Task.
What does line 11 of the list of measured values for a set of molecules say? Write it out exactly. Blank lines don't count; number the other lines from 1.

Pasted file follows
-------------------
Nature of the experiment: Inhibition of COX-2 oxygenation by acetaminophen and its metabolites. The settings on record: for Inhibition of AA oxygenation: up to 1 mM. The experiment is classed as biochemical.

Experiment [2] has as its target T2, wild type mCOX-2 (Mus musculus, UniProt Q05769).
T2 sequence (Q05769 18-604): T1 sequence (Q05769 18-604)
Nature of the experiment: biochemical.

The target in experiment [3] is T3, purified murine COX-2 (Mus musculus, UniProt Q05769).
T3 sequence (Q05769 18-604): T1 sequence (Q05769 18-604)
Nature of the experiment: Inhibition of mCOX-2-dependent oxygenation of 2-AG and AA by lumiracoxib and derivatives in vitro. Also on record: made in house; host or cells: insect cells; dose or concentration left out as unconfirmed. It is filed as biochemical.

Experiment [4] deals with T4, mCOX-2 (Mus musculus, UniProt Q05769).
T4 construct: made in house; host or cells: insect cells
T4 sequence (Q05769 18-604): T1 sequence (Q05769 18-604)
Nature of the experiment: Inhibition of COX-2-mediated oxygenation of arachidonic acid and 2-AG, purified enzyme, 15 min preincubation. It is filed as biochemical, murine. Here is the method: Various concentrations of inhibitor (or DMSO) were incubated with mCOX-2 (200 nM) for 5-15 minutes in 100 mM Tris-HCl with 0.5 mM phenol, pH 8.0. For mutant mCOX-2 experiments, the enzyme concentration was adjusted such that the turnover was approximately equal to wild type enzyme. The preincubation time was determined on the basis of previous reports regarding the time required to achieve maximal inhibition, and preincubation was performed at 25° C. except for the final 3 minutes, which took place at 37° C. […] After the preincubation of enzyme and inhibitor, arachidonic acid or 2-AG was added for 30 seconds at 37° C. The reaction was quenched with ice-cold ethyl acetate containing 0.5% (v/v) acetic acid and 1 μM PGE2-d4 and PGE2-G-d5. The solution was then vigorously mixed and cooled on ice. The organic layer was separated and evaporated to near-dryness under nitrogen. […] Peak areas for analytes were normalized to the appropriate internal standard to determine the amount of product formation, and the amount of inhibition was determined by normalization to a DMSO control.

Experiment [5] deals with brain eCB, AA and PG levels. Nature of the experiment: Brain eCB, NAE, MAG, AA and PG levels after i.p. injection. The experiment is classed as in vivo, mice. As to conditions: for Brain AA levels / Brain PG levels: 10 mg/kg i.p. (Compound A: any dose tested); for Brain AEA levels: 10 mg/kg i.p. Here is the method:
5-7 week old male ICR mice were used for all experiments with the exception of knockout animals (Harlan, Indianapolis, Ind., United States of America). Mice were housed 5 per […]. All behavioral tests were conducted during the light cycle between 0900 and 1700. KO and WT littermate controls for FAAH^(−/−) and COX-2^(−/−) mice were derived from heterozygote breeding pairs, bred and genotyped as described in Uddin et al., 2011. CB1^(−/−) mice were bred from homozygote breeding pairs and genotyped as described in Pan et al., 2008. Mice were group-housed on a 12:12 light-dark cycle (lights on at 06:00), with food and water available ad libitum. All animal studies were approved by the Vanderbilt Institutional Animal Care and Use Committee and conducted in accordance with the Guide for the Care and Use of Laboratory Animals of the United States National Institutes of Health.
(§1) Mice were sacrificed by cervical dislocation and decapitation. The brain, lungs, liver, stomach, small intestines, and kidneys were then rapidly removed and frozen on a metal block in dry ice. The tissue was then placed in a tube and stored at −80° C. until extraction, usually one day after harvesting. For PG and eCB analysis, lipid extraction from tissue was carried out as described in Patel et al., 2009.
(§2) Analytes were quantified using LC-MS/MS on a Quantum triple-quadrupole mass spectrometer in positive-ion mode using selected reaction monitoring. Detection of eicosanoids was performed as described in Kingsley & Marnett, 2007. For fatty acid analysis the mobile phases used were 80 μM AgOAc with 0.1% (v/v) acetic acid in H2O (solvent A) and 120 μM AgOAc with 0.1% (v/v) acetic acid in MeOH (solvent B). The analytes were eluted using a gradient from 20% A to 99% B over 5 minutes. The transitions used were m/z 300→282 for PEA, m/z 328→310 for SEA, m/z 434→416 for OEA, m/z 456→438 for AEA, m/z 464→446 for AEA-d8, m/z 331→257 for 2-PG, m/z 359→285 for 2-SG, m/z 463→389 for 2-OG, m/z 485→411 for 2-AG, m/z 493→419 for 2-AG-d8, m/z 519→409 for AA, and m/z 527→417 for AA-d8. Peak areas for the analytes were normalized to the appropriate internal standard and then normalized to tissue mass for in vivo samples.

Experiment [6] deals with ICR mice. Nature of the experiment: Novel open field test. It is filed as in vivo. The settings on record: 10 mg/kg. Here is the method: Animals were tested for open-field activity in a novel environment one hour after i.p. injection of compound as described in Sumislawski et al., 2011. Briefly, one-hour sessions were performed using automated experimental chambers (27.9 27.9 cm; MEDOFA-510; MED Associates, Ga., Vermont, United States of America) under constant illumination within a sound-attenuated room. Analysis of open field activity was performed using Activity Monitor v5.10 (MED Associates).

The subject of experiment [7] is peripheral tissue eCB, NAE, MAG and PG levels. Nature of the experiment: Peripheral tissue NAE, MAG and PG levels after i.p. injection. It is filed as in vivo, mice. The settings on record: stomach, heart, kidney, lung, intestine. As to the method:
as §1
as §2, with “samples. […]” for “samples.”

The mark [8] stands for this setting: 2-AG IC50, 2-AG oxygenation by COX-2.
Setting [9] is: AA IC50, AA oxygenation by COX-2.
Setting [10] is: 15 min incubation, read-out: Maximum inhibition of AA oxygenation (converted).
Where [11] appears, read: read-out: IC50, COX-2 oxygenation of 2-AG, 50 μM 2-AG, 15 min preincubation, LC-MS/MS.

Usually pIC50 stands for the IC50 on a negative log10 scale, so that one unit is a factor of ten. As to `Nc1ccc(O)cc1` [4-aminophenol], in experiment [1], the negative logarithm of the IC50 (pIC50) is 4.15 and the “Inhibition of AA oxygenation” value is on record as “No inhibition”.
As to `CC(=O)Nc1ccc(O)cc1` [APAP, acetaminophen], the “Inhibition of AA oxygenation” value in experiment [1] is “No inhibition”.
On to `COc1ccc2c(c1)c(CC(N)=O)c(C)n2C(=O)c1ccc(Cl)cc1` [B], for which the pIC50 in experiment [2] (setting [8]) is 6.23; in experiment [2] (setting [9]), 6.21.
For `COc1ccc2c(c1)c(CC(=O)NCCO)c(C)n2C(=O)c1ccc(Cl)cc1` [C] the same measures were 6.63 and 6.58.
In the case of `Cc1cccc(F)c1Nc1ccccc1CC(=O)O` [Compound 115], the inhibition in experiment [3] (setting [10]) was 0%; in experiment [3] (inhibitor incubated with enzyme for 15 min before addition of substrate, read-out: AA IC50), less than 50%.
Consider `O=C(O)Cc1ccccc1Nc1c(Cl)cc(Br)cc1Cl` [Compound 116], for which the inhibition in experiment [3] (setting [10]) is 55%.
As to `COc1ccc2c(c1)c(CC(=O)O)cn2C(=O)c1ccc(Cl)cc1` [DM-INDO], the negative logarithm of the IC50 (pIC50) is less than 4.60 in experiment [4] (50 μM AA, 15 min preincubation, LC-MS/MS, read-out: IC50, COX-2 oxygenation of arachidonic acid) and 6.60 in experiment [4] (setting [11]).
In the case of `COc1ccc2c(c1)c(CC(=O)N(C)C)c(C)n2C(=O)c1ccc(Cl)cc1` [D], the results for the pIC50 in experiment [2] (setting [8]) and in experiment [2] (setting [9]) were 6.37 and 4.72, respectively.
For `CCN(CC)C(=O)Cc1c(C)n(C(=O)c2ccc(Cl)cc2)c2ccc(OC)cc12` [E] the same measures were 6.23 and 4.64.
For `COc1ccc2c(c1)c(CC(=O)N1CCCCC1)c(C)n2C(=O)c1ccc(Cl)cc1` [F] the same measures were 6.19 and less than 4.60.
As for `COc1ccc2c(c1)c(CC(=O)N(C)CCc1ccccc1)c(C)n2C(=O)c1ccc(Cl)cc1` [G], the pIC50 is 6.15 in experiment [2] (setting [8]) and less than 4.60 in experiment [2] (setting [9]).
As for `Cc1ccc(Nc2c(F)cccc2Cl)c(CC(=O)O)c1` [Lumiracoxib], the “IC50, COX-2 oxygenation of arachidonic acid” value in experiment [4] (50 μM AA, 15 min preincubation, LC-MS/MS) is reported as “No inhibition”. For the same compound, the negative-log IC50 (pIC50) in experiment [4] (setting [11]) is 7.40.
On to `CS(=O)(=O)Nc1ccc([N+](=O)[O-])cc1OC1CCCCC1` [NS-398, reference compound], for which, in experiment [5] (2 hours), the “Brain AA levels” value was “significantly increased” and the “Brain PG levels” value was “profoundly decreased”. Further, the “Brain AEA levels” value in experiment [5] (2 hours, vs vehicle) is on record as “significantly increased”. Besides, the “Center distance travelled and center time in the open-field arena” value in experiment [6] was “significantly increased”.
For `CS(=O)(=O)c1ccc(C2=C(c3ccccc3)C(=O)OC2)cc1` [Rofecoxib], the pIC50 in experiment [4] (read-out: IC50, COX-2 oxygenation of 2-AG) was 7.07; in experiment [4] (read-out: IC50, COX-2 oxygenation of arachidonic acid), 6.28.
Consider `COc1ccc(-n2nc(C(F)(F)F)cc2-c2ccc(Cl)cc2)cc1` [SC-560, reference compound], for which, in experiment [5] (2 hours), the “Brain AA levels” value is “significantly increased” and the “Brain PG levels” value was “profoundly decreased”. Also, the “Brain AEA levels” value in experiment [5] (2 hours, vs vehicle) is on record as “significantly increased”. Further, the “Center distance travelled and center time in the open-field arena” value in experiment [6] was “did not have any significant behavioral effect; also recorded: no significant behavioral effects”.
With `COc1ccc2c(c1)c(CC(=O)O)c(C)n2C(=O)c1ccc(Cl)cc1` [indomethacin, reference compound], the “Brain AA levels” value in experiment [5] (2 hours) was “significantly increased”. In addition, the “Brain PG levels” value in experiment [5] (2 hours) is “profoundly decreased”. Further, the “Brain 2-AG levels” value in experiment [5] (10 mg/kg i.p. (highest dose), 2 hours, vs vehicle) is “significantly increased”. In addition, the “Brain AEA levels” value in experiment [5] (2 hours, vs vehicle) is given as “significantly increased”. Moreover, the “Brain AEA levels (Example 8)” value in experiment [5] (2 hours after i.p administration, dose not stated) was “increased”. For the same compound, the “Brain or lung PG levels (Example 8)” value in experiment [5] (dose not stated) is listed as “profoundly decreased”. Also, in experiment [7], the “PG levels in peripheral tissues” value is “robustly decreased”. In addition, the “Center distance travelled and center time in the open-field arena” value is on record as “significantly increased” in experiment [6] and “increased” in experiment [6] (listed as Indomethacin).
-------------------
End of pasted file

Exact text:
Nature of the experiment: Inhibition of COX-2-mediated oxygenation of arachidonic acid and 2-AG, purified enzyme, 15 min preincubation. It is filed as biochemical, murine. Here is the method: Various concentrations of inhibitor (or DMSO) were incubated with mCOX-2 (200 nM) for 5-15 minutes in 100 mM Tris-HCl with 0.5 mM phenol, pH 8.0. For mutant mCOX-2 experiments, the enzyme concentration was adjusted such that the turnover was approximately equal to wild type enzyme. The preincubation time was determined on the basis of previous reports regarding the time required to achieve maximal inhibition, and preincubation was performed at 25° C. except for the final 3 minutes, which took place at 37° C. […] After the preincubation of enzyme and inhibitor, arachidonic acid or 2-AG was added for 30 seconds at 37° C. The reaction was quenched with ice-cold ethyl acetate containing 0.5% (v/v) acetic acid and 1 μM PGE2-d4 and PGE2-G-d5. The solution was then vigorously mixed and cooled on ice. The organic layer was separated and evaporated to near-dryness under nitrogen. […] Peak areas for analytes were normalized to the appropriate internal standard to determine the amount of product formation, and the amount of inhibition was determined by normalization to a DMSO control.